Smokey Wilson, South Side Slim
and Curtis Tillman

More Blues From the South Side
SouthSide 003

Here’s a collection with several good things to offer, starting with straight-up beer-joint blues of the sort you’d expect from Left Coast toughman Smokey Wilson and strong stuff from South Side Slim, an emergent talent who’s very likely to gain attention from those who enjoy fireball guitarists like Melvin Taylor and Michael Hill.

SSS is all over the place on this CD. His rhythm guitar work is vital, persuasive and full of chunk on the funky kickoff cut, "My Woman Is Gone." He wrote "Seven Days," a gripping song about life on death row, and he slathers on acidy wah-wah by the ton, wringing blood-roiling sonic cascades from his guitar.

And then what does Slim do but go unplugged on "Country Road," offering tasty acoustic chord choices quite unlike what most blues-folk go for in this mode. On the upbeat "B.B. Is the King" he’s tonally unlike the subject of his homage but pours on action-packed, single-string leads of the sort B.B. popularized. And if that wasn’t enough, South Side Slim produced this CD.

But let’s not forget Wilson, who — like Chicago’s Byther Smith — often sings verses that are unrhymed, even inchoate, but still give vivid visuals. On "My Woman Is Gone," his salty pipes have you picturing the singer aimless on the streets, sans shelter due to his woman’s ire. On "I Know What You’ve Been Thinking" he’s thuggish, apt to cause a dame’s disappearance. And, on the selections he sings, his feisty lead guitar is also featured.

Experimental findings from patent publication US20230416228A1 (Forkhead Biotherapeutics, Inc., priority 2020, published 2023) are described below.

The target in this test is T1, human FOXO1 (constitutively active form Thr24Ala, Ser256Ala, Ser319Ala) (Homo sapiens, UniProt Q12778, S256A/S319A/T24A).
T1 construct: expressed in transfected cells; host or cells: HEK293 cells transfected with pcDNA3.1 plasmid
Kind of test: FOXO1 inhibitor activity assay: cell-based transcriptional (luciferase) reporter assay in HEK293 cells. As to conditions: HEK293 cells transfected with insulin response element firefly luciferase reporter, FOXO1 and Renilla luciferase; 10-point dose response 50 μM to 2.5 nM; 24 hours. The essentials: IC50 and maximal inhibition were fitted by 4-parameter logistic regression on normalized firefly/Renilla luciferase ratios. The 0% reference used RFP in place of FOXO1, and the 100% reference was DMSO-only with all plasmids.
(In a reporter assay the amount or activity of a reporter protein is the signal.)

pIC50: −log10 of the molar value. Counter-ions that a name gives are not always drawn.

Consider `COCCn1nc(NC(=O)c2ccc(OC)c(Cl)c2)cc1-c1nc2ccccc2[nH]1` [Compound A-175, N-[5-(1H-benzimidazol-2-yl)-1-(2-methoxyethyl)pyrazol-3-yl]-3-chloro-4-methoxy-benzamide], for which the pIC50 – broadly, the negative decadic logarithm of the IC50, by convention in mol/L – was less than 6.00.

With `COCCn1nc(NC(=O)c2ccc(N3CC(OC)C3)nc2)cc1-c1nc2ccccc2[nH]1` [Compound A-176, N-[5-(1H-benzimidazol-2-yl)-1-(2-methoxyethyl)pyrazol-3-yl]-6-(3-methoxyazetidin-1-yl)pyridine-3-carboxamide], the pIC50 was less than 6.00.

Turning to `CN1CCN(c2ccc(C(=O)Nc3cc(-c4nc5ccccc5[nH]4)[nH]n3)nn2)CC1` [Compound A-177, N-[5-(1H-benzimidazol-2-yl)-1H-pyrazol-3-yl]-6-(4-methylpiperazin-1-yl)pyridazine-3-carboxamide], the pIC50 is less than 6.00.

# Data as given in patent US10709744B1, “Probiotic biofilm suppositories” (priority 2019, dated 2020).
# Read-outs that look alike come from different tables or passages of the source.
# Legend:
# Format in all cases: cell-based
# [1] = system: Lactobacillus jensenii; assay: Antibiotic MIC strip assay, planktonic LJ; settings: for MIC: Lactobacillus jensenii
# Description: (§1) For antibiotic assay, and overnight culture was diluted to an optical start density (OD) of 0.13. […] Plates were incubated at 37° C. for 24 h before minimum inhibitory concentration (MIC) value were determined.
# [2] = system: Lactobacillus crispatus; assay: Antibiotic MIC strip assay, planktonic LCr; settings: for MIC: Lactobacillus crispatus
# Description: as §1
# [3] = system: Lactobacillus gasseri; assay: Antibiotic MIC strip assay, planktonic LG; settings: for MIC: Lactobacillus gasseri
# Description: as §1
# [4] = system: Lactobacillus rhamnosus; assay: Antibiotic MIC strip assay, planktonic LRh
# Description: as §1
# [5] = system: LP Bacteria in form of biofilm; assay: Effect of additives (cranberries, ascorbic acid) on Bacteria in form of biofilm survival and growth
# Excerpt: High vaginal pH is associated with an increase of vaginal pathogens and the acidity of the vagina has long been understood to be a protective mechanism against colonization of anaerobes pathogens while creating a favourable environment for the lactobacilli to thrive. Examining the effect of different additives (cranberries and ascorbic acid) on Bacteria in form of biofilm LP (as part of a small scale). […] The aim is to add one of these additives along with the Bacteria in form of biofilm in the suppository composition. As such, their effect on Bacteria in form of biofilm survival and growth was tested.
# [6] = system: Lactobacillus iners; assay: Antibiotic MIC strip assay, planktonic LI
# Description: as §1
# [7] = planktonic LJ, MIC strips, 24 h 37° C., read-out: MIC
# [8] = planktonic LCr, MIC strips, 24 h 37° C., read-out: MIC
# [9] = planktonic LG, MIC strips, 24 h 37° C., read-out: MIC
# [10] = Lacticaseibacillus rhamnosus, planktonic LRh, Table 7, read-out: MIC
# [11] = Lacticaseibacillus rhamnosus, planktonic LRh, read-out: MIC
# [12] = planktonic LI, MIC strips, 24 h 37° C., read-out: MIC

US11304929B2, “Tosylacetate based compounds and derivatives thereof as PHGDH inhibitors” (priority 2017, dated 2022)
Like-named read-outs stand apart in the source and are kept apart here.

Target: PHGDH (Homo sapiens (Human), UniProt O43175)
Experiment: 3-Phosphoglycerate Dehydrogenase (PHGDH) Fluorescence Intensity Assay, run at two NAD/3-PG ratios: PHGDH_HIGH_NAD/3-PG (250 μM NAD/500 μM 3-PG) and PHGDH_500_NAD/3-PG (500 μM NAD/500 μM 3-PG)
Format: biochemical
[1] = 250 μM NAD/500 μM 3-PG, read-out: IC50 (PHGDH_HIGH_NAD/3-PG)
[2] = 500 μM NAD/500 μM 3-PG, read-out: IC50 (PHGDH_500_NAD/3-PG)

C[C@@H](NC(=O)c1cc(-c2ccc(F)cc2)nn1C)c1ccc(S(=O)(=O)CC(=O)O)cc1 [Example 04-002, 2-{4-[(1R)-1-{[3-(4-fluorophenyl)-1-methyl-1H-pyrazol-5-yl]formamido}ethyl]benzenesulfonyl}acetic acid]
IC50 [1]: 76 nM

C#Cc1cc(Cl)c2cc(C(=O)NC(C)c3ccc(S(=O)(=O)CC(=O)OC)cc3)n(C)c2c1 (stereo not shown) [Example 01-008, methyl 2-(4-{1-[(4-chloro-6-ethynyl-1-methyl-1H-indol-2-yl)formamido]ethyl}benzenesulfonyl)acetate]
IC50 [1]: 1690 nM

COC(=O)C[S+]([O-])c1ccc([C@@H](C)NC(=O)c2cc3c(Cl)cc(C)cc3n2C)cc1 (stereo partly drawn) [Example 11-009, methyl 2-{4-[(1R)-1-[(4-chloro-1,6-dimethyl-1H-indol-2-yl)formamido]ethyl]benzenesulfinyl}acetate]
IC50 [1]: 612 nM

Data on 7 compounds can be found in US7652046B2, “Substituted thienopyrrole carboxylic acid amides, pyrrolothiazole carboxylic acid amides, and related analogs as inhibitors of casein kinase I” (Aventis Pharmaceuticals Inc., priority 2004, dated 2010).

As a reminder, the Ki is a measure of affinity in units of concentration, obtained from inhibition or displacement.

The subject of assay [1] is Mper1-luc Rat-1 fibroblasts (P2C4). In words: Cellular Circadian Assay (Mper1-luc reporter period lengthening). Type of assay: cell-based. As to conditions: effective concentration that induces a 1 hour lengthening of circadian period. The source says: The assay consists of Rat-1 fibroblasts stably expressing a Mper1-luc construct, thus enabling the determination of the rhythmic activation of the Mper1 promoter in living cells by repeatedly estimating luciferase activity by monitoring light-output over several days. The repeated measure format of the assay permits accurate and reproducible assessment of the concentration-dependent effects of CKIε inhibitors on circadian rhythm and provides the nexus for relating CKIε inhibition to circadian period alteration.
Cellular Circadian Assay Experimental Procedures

Noted bassist Curtis Tillman doesn’t play on this set — Oklahoma Ollie’s the bass man — but he shows up to sing on three cuts. Only one of his songs stands out, a take on "Woke Up This Morning" called "Confucious" boasting a sequence of risqué asides that may get you in trouble if you play this song at a party. Two of his remarks are so baldly, crassly sexist that women may well gnash their teeth and storm from the room.

Kudos to the accompanists on this set: Keyboards, saxes and drums are well played, and some very intense harmonica is heard from Tetsuya Nakamura. On "Seven Days" he plays some ferocious harp, right in sync with Slim’s wah-wah eruptions but cleverly set back in the mix so the two elements alloy perfectly.

The liner notes say this music is about what you’d hear on any given night in South Los Angeles. If that’s the case, South L.A. is a happenin’ place. Not only is it a forum for stalwarts like Wilson and Tillman but a font for such relative youngbloods as SSS, who’s definitely a breakout-worthy contender in a crowded arena.

— Tim Schuller

©2001 Blues Access, Boulder, Colorado, USA